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Food Safety Assessment

BCCDC food issue notes are notes from the field, on food safety issues that BCCDC has been asked to investigate. The notes include BCCDC evidence and recommendations about the issue.

Food issue notes

  • Alcohol Bitters: Evaluate safety of infused (alcoholic) bitters (March 2014)
  • Bakery couche (linen): Use of unwashed linen for proofing of breads in a commercial bakery (February 2014)
  • Bull kelp: Evaluate harvest, processing, packaging of seaweed (bull kelp) (October 2013)
  • Carrageenan: Evaluate safety and toxicity of this additive (October 2014)
  • Cold nitro brew coffee: Evaluate safety issues associated with manufacture and retail of cold nitro brew coffee (November 2017)
  • Chaga Tea: Evaluate safety of chaga mushroom (Inonotus obliquus or cinder conk) for use in tea (July 2018)
  • Fermented nut cheese: Review process risks of nut butters, fermented cashew nut cheeses and rejuvelac starter (August 2017)
  • Fermented nut cheese ingredient safety : Review handling of ingredients during nut cheese fermentation process (October 2018)
  • Chocolate: Use of commercially sourced chocolate in baked and molded chocolate desserts (September 2013)
  • Raw carob home prepared: Manufacture of raw carob or cocoa chocolate desserts from raw ingredients prepared at home (September 2013)
  • Raw carob commercially purchased: Manufacture of raw carob or cocoa chocolate desserts with commercially purchased raw carob/chocolate powder (March 2014)
  • Sunflower and flax seed oil: Manufacture of flax seed oil using a Piteba oil screw press (October 2013)
  • Freezing for parasite destruction: Evaluate sushi products such as imported flounder and lobster: Is freezing for parasite destruction needed? (February 2014)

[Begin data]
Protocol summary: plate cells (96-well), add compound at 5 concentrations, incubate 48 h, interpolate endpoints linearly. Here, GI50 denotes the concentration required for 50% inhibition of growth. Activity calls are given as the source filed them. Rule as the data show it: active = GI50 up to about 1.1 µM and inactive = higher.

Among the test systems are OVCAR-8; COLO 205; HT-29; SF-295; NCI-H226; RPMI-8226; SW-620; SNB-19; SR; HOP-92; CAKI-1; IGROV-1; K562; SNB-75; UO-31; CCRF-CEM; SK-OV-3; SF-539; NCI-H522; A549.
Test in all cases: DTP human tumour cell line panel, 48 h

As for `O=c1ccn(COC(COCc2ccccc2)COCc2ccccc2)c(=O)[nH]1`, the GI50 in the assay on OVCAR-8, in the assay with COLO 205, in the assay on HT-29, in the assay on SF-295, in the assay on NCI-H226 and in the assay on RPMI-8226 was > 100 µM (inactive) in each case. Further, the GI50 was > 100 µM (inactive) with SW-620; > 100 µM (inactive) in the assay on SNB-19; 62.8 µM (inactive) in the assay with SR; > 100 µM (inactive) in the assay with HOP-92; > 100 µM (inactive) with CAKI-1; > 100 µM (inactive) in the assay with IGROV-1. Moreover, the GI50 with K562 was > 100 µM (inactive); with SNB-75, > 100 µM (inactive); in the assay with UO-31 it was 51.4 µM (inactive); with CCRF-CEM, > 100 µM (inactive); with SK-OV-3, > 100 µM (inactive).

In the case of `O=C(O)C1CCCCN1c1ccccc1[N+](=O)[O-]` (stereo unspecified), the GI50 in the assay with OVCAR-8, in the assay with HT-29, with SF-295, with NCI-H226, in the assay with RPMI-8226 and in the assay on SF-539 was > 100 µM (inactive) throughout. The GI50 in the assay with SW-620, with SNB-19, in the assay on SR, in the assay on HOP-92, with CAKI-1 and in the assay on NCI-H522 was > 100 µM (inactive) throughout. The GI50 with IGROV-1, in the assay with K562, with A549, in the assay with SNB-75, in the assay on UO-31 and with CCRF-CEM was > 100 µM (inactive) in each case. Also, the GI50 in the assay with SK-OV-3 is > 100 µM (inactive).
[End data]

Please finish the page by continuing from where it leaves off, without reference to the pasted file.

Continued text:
• Histamine risk in tuna: Evaluate histamine risks of sous-vide cooking of tuna, and thawing of tuna at ambient temperature (February 2015)
  • Kombucha tea fermentation: Evaluate safety of a fermented kombucha tea preparation (Updated March 2020)
  • Liquid Nitrogen: Review risk and safety of preparation and serving of cereal dipped in liquid nitrogen to produce a fog-like effect called "dragon's breath" (October 2017)
  • Marine water for commercial use: What are the risks associated with marine water sourced from Burrard Inlet for use in restaurant fish tanks (October 2013)
  • Novel foods: Is the food, ingredient or process novel? A one-page summary review of Health Canada novel food requirement for health authorities and EHOs (July 2018)
  • Olives, smoked and pickled: Evaluate safety of commercial olives further processed by smoking and pickling (April 2014)
  • Pasta shelf-life: Provide guidelines for refrigeration of fresh and partially dried pasta (September 2013)
  • Raw diet foods: Best practices to minimize existing food safety hazards with raw foods (March 2016)
  • Raw refrigerated fish in ROP: Provide guidelines for packaging raw fresh fish in Cryovak (reduced oxygen packaging) (March 2015)
  • Salt koji fermentation: Evaluate a fermented rice recipe, koji (a precursor to miso and soy sauce) (August 2017)
  • Scallops processing: Can mantles be smoked for human consumption and can offal be used for pet food? (July 2013)